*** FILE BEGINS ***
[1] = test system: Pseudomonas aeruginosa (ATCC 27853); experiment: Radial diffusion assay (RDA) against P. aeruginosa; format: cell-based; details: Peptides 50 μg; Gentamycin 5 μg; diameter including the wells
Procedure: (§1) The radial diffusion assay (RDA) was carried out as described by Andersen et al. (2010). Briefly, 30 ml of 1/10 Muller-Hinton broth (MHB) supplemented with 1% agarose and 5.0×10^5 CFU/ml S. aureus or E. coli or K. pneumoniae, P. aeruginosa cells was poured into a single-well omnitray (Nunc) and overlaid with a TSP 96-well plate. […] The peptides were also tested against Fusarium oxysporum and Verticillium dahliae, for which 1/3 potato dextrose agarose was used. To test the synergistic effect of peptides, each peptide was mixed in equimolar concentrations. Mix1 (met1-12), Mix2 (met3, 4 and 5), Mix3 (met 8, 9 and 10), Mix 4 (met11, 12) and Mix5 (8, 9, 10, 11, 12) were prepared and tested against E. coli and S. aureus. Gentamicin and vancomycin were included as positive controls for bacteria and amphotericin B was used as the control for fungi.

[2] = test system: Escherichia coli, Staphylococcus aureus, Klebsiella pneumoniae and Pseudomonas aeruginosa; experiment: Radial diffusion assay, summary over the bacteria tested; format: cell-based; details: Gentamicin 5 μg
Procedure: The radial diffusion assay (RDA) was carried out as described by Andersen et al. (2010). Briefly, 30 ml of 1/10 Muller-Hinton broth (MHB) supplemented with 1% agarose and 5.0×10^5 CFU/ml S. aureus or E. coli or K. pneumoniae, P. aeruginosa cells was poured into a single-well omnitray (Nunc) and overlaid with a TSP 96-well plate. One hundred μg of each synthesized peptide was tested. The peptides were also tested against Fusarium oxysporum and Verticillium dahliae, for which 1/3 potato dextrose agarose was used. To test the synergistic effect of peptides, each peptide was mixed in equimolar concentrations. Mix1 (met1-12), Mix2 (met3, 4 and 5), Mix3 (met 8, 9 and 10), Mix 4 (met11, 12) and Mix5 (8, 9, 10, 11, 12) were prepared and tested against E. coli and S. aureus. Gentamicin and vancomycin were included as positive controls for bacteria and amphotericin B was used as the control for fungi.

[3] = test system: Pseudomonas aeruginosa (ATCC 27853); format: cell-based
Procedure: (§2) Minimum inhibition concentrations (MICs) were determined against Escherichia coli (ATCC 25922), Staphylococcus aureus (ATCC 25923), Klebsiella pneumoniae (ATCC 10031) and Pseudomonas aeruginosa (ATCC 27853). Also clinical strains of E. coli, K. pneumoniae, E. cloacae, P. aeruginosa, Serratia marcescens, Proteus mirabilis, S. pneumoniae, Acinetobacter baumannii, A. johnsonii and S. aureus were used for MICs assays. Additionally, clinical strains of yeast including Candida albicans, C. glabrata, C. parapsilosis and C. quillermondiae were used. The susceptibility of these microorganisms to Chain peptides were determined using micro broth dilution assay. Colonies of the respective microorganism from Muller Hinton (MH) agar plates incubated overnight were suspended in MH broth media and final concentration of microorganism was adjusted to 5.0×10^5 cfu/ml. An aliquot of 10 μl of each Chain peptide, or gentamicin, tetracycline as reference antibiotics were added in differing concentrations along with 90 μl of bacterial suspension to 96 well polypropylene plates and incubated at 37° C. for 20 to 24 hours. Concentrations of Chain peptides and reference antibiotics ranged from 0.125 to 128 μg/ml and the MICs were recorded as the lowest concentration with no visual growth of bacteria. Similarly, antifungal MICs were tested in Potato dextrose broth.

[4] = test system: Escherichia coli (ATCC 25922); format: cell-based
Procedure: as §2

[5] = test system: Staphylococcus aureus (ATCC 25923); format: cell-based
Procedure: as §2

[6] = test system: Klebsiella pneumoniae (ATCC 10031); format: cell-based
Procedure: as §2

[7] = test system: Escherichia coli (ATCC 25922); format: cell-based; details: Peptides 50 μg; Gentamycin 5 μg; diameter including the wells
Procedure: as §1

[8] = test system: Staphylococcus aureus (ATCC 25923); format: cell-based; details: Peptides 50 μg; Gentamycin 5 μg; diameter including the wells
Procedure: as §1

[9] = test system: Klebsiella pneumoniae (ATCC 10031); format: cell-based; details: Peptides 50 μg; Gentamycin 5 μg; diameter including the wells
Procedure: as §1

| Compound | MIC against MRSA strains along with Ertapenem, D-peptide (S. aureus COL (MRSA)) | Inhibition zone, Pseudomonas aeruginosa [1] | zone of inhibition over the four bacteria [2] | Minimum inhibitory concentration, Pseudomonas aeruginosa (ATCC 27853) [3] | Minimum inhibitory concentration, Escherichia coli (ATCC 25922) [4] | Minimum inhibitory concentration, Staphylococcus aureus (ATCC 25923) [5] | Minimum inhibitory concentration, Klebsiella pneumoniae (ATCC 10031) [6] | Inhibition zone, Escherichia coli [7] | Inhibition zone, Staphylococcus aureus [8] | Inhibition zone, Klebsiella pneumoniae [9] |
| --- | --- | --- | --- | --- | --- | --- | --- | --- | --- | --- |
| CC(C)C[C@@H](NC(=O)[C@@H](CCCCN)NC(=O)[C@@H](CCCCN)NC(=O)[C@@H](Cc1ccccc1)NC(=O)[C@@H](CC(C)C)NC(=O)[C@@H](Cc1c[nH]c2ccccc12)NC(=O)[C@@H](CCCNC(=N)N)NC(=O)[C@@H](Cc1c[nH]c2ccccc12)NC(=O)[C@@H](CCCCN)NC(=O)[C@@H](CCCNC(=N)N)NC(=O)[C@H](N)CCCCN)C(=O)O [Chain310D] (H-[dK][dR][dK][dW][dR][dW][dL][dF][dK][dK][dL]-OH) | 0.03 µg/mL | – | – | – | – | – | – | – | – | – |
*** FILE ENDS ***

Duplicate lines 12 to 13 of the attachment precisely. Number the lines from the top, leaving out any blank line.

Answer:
Procedure: as §2

[7] = test system: Escherichia coli (ATCC 25922); format: cell-based; details: Peptides 50 μg; Gentamycin 5 μg; diameter including the wells